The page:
Nie and Sweedler named to Power List 100 of international analytical scientists
Two University of Illinois faculty members with ties to the Bioengineering Department were named to the 2017 Power List, the “Magnificent Tens” published by The Analytical Scientist magazine. Bioengineering Professor Shuming Nie was selected as one of the 10 Giants of Nano, including microfluidic and nanoscale science; and Chemistry Professor Jonathan Sweedler, a Bioengineering affiliate faculty member, was selected as one of the 10 Leaders influencing the progress of measurement science.
A pioneer in advancing biomedical nanotechnology, Nie is best known for his breakthrough work in semiconductor quantum dots (QD) as well as in “hot” plasmonic nanoparticles that are able to amplify the efficiencies of surface-enhanced Raman scattering (SERS) by 14-15 orders of magnitude. These monumental advances have allowed for the nanoscale analysis of complex mixtures and biological systems, which has a variety of potential applications, including in-vitro diagnostics and bioimaging.
Before joining the Illinois faculty this fall, Nie was a faculty member at Georgia Tech and Emory University, where he developed imaging schemes that use gold nanoparticles to highlight tumors. This work led to a commercial image-guided surgical system that allows surgeons to better visualize tumors in real time during a procedure, making it possible to excise tumors that were previously inoperable due to location or obscurity.
More recently, Nie has explored the use of bioconjugated nanoparticles for therapeutic drug delivery, making it possible to deliver the drugs directly to the tumors with minimal damage to non-cancerous cells. This type of therapeutics could result in more effective cancer treatment with far fewer side effects.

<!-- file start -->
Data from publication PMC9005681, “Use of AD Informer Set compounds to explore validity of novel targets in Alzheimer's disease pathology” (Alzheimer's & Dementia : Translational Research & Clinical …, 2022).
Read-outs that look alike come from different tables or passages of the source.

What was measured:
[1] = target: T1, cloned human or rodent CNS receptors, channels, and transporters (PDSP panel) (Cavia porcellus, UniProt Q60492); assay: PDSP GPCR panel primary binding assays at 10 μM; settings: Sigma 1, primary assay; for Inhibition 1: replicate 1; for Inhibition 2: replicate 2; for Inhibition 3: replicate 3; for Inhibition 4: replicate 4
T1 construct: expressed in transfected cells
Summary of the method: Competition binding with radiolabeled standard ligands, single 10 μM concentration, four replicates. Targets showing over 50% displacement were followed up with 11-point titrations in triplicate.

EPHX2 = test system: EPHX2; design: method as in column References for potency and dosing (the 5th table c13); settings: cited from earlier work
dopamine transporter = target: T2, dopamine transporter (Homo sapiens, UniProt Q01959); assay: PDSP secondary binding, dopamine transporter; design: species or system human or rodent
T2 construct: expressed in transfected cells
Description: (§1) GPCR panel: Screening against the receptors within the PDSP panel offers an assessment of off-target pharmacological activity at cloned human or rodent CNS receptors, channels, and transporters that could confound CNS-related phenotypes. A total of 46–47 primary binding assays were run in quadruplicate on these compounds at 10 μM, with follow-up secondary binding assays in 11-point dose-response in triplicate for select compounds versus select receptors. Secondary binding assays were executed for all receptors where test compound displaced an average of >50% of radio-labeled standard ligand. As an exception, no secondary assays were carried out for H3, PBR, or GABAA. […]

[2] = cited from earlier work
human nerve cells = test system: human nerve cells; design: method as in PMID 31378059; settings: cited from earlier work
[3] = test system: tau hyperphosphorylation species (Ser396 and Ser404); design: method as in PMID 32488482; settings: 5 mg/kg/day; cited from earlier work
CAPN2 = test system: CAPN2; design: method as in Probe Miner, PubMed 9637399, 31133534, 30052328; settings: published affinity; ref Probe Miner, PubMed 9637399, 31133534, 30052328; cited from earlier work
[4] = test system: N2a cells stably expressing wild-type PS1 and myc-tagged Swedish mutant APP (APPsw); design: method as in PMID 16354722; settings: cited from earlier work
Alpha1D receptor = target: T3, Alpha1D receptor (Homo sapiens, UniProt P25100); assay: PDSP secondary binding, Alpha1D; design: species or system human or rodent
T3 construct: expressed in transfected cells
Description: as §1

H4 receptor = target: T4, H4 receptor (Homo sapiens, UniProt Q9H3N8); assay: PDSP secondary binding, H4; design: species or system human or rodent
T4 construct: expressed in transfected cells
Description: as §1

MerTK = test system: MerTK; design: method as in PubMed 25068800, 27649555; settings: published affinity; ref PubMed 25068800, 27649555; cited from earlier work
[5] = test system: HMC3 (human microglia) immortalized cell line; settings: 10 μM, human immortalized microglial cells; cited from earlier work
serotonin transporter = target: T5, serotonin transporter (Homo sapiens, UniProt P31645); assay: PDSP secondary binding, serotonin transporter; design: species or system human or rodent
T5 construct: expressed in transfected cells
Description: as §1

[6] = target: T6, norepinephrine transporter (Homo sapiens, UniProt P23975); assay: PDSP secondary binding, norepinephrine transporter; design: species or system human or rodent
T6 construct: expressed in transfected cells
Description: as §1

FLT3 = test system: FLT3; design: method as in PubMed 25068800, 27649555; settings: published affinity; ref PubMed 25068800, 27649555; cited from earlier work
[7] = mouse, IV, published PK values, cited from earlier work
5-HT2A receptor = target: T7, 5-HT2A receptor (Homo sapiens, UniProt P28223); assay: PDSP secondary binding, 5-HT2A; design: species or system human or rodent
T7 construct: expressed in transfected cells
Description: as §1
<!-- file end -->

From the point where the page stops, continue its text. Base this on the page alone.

Nie has collaborated with thoracic surgeons at the University of Pennsylvania, neurosurgeons at Mount Sinai in New York, and GI surgeons at Emory to develop clinically applicable nanoparticles and spectroscopic instrumentation for intraoperative cancer detection and image-guided surgery. During the last five years, his collaborative teams have been engaged in seven clinical trials for image-guided cancer surgery, enrolling more than 300 cancer patients at multiple hospital sites.
Nie is the Grainger Distinguished Chair in Engineering at Illinois, and he is affiliated with the Departments of Chemistry and Electrical & Computer Engineering, Beckman Institute for Advanced Science, Micro + Nanotechnology Lab, and Carl Woese Institute for Genomic Biology.
Jonathan Sweedler, who joined the Illinois faculty in 1991, has made ground-breaking advances in small-volume chemical analysis, including the fields of metabolomics and peptidomics (the measurement of the small molecules and peptides in samples). He and his research group have created novel approaches to analyze the chemical content of individual cells using capillary electrophoresis and mass spectrometry. As one example, they have described how to measure peptides in a single secretory vesicle, the smallest sample ever assayed with mass spectrometry.
Sweedler and his group have applied their measurement technologies to research projects involving several large collaborative teams. Together they have discovered and characterized literally hundreds of neuroactive peptides and neurotransmitters. Their work has resulted in the discovery of more than a thousand peptides from a broad range of animal models, including the honey bee, flatworm, sea slug, songbird, cow, pig, and other mammals, shedding new light on how these molecules influence learning, memory, and behavior across the animal kingdom.
Sweedler runs the National Institute on Drug Abuse-funded Neuroproteomics and Neurometabolomics Center on Cell to Cell Signaling, which provides these unique measurement capabilities to the local and national neuroscience communities. The Center enables new studies related to both fundamental neuroscience and drug abuse research.
In addition to his scientific achievements, Sweedler is currently the Editor-in-Chief of the highest impact research journal in the measurement sciences, Analytical Chemistry.
Sweedler holds the James R. Eiszner Family Endowed Chair in Chemistry and serves as the Director of the School of Chemical Sciences; he is affiliated with the Departments of Molecular and Integrative Physiology and Bioengineering, the Neuroscience program, the Beckman Institute for Advanced Science and Technology, and the Carl Woese Institute for Genomic Biology.